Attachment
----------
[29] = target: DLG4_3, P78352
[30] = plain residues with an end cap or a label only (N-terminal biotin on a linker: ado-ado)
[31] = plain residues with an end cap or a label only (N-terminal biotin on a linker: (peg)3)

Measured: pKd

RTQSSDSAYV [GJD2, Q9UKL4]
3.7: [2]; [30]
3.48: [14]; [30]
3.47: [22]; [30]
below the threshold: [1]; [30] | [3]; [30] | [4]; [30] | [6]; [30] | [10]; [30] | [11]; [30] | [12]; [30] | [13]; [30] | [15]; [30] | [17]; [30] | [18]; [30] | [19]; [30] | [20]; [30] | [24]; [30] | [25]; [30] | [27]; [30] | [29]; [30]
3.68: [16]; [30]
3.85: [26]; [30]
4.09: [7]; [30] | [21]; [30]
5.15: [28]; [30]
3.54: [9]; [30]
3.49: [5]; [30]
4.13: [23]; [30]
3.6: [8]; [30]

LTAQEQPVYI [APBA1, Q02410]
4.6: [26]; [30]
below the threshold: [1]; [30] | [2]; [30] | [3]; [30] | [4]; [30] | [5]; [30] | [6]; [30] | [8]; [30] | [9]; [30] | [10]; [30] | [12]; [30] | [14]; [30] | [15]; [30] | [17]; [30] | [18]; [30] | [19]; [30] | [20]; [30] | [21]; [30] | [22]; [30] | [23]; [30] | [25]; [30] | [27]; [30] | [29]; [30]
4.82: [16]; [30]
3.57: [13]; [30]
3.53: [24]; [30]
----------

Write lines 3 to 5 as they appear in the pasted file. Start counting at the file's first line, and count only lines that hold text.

[31] = plain residues with an end cap or a label only (N-terminal biotin on a linker: (peg)3)

Measured: pKd

RTQSSDSAYV [GJD2, Q9UKL4]